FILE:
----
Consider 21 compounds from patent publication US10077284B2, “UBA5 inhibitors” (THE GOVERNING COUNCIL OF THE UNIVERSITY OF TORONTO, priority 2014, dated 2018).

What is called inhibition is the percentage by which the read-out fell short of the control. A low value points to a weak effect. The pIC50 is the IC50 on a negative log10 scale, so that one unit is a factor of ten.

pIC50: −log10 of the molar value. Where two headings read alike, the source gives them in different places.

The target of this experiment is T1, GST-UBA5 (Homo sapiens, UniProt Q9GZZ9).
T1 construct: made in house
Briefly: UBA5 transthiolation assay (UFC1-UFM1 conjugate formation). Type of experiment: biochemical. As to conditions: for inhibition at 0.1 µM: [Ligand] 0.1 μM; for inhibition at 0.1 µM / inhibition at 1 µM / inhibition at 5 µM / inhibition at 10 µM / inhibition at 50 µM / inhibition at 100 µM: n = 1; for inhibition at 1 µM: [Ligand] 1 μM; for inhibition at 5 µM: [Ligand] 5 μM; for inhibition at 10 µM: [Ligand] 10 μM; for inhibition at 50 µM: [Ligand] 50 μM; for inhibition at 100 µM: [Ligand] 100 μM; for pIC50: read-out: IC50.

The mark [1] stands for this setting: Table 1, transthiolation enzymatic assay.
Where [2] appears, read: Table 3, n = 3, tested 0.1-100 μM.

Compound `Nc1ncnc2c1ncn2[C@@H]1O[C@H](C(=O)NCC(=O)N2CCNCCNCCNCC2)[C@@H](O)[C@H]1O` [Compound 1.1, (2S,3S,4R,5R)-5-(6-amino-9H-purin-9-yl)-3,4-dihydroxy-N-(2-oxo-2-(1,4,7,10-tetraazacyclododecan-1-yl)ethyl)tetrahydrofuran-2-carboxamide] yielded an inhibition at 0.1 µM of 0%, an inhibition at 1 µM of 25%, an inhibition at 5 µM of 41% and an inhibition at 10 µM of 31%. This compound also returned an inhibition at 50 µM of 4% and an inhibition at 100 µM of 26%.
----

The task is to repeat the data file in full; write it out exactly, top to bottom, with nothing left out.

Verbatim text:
Consider 21 compounds from patent publication US10077284B2, “UBA5 inhibitors” (THE GOVERNING COUNCIL OF THE UNIVERSITY OF TORONTO, priority 2014, dated 2018).

What is called inhibition is the percentage by which the read-out fell short of the control. A low value points to a weak effect. The pIC50 is the IC50 on a negative log10 scale, so that one unit is a factor of ten.

pIC50: −log10 of the molar value. Where two headings read alike, the source gives them in different places.

The target of this experiment is T1, GST-UBA5 (Homo sapiens, UniProt Q9GZZ9).
T1 construct: made in house
Briefly: UBA5 transthiolation assay (UFC1-UFM1 conjugate formation). Type of experiment: biochemical. As to conditions: for inhibition at 0.1 µM: [Ligand] 0.1 μM; for inhibition at 0.1 µM / inhibition at 1 µM / inhibition at 5 µM / inhibition at 10 µM / inhibition at 50 µM / inhibition at 100 µM: n = 1; for inhibition at 1 µM: [Ligand] 1 μM; for inhibition at 5 µM: [Ligand] 5 μM; for inhibition at 10 µM: [Ligand] 10 μM; for inhibition at 50 µM: [Ligand] 50 μM; for inhibition at 100 µM: [Ligand] 100 μM; for pIC50: read-out: IC50.

The mark [1] stands for this setting: Table 1, transthiolation enzymatic assay.
Where [2] appears, read: Table 3, n = 3, tested 0.1-100 μM.

Compound `Nc1ncnc2c1ncn2[C@@H]1O[C@H](C(=O)NCC(=O)N2CCNCCNCCNCC2)[C@@H](O)[C@H]1O` [Compound 1.1, (2S,3S,4R,5R)-5-(6-amino-9H-purin-9-yl)-3,4-dihydroxy-N-(2-oxo-2-(1,4,7,10-tetraazacyclododecan-1-yl)ethyl)tetrahydrofuran-2-carboxamide] yielded an inhibition at 0.1 µM of 0%, an inhibition at 1 µM of 25%, an inhibition at 5 µM of 41% and an inhibition at 10 µM of 31%. This compound also returned an inhibition at 50 µM of 4% and an inhibition at 100 µM of 26%.